U.S. energy companies this week added the most oil rigs since July 2015, extending the seven-month drilling recovery as crude prices rose to a near 17-month high.
Drillers added 21 oil rigs in the week to Dec. 9, bringing the total count up to 498, the most since January, but still below the 524 rigs seen a year ago, energy services firm Baker Hughes Inc s
aid on Friday.
Since crude prices briefly recovered from 13-year lows to around $50 a barrel in May, drillers have added a total of 182 oil rigs in 25 of the past 28 weeks, its biggest recovery since a global oil glut crushed the market over two years.
The Baker Hughes oil rig count plunged from a record 1,609 in October 2014 to a six-year low of 316 in May as U.S. crude collapsed from over $107 a barrel in June 2014 to near $26 in February 2016.
U.S. crude futures were trading around $51 a barrel on Friday on optimism that non-OPEC producers meeting in Vienna over the weekend would agree to cut output to bolster the cartel's own agreement to limit production.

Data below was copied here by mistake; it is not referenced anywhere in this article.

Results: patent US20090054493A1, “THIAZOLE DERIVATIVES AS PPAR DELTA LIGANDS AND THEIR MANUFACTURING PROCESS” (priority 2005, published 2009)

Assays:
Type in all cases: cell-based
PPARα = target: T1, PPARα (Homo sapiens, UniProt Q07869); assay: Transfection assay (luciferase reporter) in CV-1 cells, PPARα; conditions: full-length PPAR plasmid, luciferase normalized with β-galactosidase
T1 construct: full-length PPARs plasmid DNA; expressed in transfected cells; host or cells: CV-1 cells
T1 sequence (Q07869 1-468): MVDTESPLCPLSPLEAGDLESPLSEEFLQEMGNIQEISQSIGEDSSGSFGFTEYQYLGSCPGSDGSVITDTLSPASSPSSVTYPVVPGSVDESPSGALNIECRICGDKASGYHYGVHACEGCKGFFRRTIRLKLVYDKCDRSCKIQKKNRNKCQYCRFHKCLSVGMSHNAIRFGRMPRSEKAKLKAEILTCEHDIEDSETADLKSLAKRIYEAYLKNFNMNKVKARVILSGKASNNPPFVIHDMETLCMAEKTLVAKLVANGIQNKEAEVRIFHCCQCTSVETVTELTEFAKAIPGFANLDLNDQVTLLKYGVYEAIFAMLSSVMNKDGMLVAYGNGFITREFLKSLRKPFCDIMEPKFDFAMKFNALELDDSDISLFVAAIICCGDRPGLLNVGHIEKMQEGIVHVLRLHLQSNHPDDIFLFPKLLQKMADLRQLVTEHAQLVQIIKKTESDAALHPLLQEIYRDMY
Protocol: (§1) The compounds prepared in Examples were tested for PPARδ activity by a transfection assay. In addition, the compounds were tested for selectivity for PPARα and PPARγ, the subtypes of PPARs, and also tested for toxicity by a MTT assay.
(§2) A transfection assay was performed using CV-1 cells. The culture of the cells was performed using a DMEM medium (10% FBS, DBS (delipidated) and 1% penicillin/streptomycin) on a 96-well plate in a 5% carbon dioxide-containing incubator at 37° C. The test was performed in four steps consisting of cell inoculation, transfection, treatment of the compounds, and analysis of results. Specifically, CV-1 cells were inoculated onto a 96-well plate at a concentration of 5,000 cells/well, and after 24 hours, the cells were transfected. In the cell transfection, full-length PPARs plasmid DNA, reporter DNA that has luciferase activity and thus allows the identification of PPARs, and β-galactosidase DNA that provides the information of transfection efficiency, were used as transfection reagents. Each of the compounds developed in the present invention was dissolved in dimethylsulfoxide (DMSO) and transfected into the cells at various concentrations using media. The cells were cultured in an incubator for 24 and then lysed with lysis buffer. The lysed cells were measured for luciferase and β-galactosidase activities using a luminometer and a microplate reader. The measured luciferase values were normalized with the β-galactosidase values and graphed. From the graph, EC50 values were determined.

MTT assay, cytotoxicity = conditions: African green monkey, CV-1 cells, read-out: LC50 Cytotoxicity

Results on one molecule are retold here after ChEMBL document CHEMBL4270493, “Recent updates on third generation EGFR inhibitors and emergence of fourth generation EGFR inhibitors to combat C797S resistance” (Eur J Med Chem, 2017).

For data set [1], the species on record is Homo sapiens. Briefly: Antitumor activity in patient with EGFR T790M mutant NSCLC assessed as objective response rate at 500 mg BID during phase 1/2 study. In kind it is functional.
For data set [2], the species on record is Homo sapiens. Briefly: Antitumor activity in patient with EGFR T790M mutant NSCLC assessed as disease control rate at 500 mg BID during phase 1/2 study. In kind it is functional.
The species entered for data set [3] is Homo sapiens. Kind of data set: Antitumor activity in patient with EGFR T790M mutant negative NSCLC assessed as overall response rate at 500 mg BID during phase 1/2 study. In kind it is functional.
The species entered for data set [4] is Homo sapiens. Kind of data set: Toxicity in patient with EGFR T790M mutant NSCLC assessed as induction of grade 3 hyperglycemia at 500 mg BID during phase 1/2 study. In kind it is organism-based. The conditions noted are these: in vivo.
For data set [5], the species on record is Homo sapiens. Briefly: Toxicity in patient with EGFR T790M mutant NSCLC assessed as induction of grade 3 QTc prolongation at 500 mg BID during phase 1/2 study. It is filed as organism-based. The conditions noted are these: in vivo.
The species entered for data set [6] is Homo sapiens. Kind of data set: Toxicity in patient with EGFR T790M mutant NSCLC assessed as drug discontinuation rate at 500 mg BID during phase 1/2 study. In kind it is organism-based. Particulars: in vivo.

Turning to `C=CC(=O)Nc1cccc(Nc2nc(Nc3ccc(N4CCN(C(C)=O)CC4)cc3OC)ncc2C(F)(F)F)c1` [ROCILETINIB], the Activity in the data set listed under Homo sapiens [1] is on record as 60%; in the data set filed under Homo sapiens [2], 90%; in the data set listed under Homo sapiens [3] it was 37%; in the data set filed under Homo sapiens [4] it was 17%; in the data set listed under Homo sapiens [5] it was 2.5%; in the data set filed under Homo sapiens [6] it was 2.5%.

The Organization of the Petroleum Exporting Countries last week agreed to slash production by 1.2 million barrels per day in the first half of 2017.
With prices expected to keep rising in coming months, analysts said they expect U.S. energy firms to boost spending on drilling and pump more oil and natural gas from shale fields in coming years.
Futures for calendar 2017 were trading around $54 a barrel, while calendar 2018 was fetching near $55.
Analysts at Simmons & Co, energy specialists at U.S. investment bank Piper Jaffray, forecast the total oil and gas rig count would average 506 in 2016, 699 in 2017 and 910 in 2018. Most wells produce both oil and gas.
That compares with an average of 978 oil and gas rigs active in 2015 and an average of 498 so far in 2016, according to Baker Hughes data.
Analysts at U.S. financial services firm Cowen & Co said in a note this week that its capital expenditure tracking showed 20 exploration and production (E&P) companies, including PDC Energy Inc, planned to increase spending by an average of 34 percent in 2017 over 2016.
That projected 2017 spending increase followed an estimated 48 percent decline in 2016 and a 35 percent decline in 2015, Cowen said according to the 64 E&P companies it tracks.
(Reporting by Scott DiSavino; Editing by Marguerita Choy)